All of the evidence suggests that Mr. I6561 belonged to a PIE community whose descendants would go on to settle lands that stretch all the way from modern-day Norway to India. His people are important founders of countless modern ethnic groups; Russians, Czechs, Tajiks, Pashtuns, Indians, and so on. Oh yeah, and also the ancient Scythians, who dominated much of Asia around 500 BC, derived directly from his people. Pretty amazing.


It’s been known for a while, via archaeological data, that Steppe folk traded with these farmers. But now, thanks to ancient DNA, it’s clear that they exchanged more than just goods. Enneolithic and Bronze Age genomes from what are now Ukraine, Romania, and Bulgaria show that the Steppe and farmer folks began mixing by at least 4400 BC.

Hence, when Steppe folk expanded both west and east, they took with them at least a little Anatolian admixture. This is also true for the Steppe folk who went to South Asia. Several of the mt-HGs that I labeled “Steppe” are in fact Anatolian mt-HGs that the Steppe folk acquired through admixture with farmer peoples before their mass migrations. These include mt-HGs H1b1, H5a1, H7b, J1c1b1a, J2b1a, N1a1a1a1, K1b1a1, HV6, and HV9.

It’s often said, in scientific literature as well as on various genetic blogs and forums, that the Steppe folk who moved into South Asia didn’t harbor any Anatolian ancestry. But my mtDNA data easily debunks this claim. South Asians do indeed carry some Anatolian-derived mtDNA which they, in all likelihood, acquired from their Steppe ancestors.

See also...

Another look at the genetic structure of Yamnaya

Ancient herders from the Pontic-Caspian steppe crashed into India: no ifs or buts

Descendants of ancient European (fair?) maidens in Central Asia's highlands

Late PIE ground zero now obvious; location of PIE homeland still uncertain, but...

Thursday, January 25, 2018

Unadmixed Basal Eurasians lived throughout the Near East ~45-15 KYA?

Below is a map from a recent review paper at Trends in Genetics by Melinda A. Yang and Qiaomei Fu titled Insights into Modern Human Prehistory Using Ancient Genomes.

It's somewhat speculative and an abstract of geographic realities (note that the ancient "Karelia" population is placed several thousand miles east of Karelia, in Northern Asia as opposed to Northeastern Europe). Nevertheless, the fact that the authors chose to illustrate the home of the so called Basal Eurasians as a rather large range in the middle of the Near East, rather than something more remote and limited, like, say, a small part of the Arabian Peninsula or even North Africa, is interesting.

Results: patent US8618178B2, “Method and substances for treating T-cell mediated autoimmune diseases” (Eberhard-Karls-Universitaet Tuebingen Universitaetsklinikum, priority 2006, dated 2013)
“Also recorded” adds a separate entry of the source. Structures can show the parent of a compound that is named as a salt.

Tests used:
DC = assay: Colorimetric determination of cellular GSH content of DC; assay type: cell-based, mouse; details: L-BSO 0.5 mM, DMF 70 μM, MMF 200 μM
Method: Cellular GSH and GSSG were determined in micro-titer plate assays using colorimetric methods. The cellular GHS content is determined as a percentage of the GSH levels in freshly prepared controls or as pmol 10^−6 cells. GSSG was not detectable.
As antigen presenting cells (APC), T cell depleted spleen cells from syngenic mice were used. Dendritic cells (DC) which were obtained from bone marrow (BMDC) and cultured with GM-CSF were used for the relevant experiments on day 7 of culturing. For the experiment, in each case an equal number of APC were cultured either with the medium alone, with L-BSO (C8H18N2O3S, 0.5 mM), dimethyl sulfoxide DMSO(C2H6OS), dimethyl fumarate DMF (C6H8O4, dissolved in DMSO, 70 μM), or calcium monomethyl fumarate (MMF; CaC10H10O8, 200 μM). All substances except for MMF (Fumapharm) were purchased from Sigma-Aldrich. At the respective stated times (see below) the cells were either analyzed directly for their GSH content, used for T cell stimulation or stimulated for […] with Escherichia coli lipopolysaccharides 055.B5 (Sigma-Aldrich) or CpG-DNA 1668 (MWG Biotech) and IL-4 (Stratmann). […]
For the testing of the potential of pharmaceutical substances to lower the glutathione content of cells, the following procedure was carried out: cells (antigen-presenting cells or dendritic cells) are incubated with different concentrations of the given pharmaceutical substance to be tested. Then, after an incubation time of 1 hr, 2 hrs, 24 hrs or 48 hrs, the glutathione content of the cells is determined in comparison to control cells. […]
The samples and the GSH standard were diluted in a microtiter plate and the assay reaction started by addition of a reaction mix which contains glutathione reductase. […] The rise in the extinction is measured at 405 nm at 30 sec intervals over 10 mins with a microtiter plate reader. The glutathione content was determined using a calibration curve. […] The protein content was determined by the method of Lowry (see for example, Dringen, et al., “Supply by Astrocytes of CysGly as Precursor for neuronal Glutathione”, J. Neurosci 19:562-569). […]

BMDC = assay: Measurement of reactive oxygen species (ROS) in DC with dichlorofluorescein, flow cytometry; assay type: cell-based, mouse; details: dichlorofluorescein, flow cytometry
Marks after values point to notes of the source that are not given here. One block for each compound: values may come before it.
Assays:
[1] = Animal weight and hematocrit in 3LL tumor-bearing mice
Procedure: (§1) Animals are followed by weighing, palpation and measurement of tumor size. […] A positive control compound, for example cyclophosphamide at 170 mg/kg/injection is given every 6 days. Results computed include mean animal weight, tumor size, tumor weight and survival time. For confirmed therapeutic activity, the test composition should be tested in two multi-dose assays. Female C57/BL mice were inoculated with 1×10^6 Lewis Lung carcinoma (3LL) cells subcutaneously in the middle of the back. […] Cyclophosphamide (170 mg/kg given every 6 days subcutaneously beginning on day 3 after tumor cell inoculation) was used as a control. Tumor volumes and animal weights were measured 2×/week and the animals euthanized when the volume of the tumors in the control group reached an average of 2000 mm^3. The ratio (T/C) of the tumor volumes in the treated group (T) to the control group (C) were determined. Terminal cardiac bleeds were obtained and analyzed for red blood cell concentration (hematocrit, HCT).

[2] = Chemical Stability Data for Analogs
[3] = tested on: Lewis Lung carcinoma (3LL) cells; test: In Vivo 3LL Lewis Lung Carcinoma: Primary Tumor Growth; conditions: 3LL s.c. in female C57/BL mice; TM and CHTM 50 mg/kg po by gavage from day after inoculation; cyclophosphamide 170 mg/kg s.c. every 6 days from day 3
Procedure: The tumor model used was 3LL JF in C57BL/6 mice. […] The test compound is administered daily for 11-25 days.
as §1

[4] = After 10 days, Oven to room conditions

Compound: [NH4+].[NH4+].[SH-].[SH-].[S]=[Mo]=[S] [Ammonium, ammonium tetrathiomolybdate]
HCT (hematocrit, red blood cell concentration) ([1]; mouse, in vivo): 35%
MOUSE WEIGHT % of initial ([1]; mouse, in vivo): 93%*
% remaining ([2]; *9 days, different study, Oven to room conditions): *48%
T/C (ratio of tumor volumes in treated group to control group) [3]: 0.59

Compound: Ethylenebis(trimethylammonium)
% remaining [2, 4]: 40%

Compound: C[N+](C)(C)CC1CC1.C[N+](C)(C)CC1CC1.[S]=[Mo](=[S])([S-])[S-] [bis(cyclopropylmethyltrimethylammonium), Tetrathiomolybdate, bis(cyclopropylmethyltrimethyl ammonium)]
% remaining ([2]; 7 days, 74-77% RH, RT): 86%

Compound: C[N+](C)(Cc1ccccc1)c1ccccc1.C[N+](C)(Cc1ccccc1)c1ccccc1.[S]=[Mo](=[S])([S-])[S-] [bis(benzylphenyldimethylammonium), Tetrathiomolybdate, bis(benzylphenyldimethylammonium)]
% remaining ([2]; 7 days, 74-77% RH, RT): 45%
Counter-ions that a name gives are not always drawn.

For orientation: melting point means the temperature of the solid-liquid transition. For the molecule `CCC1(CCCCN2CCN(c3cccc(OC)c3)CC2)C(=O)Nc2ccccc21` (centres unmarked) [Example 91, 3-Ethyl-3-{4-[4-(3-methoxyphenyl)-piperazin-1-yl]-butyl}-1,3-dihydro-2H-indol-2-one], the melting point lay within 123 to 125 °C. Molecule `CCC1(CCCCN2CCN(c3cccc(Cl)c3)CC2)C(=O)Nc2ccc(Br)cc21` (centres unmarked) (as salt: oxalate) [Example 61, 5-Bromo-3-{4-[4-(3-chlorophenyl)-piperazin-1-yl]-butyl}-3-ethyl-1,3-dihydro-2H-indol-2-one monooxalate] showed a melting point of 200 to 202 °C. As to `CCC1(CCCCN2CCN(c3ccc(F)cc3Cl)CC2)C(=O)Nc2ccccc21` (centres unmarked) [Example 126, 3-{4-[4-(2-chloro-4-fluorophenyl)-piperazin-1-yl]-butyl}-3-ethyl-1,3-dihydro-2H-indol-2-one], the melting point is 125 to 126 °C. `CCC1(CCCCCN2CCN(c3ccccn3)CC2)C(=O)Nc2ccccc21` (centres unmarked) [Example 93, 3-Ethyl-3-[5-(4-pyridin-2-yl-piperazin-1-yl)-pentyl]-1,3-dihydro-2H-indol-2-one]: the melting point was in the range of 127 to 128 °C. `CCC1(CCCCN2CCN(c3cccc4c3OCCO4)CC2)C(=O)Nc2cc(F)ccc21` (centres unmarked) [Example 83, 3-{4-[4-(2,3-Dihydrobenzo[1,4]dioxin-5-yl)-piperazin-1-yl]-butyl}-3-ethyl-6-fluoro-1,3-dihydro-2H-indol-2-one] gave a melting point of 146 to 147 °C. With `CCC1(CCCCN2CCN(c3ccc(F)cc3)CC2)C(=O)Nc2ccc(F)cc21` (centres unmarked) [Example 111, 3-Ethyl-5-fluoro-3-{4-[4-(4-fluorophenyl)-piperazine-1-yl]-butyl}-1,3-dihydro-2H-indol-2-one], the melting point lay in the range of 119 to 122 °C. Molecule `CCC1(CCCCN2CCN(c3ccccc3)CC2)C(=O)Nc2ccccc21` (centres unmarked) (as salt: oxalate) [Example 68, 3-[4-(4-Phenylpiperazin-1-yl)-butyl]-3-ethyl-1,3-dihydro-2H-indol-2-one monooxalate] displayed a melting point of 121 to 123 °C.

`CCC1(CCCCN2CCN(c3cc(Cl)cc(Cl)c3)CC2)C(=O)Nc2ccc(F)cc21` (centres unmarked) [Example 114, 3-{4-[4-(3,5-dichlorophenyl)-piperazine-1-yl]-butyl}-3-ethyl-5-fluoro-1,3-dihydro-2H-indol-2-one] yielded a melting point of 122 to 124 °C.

Indeed, they seem to suggest that post-Basal Eurasian Near Eastern populations took shape not as a result of the expansion of Basal Eurasians across the Near East, but rather due the migration of northern foragers (labeled EUR on the map) from Eastern Europe to the Near East. Like I say, no doubt this is based on some guesswork, and needs to be confirmed with more sampling from the ancient Near East, but still noteworthy that it made it onto the map.


Melinda A. Yang and Qiaomei Fu, Insights into Modern Human Prehistory Using Ancient Genomes,

See also...

Villabruna cluster =/= Near Eastern migrants

Wednesday, January 24, 2018

The Kho people: archaic Indo-Aryans

I've manged to get my hands on two Kho samples from Chitral, northern Pakistan, courtesy of Khana from the comments at this blog and someone named Sam Sloan. Here's what Wikipedia has to say about the Kho, who are Dardic-speakers and thus close linguistic relatives of the Kalasha people:

The Kho people are likely descendants of those who arrived in the region during the Indo-Aryan migration.[5] The Kho people formerly observed a form of ancient Hinduism;[6] during the Mongol invasion of India during the 1200s, many of the northern Kho converted to Islam.[7]


The Kho people speak the Khowar language, a member of the Dardic subgroup of the Indo-Aryan language family. The ethnologists Karl Jettmar and Lennart Edelberg noted, with respect to the Khowar language, that: "Khowar, in many respects [is] the most archaic of all modern Indian languages, retaining a great part of Sanskrit case inflexion, and retaining many words in a nearly Sanskritic form.”[9]

Moreover, Chitral is near Swat, which is the location of a Bronze Age cemetery that is generally presumed to be the oldest Indo-Iranian archaeological site in South Asia. It'll be interesting to compare the two Kho individuals to samples from this ancient burial ground if and when they're finally published (see here and here). Meantime, this is how they compare to the Kalasha from the HGDP dataset in several of my staple genome-wide analyses:

Overall, the qpGraph trees produce almost identical results for both the Kho and Kalasha. However, on the Kho tree, the drift path leading from C to Han is zero (i.e. no genetic drift), while on the Kalasha tree it's 18. That's a subtle, but perhaps important difference, because it suggests that the Kho and Kalasha have somewhat different types of East Eurasian admixture.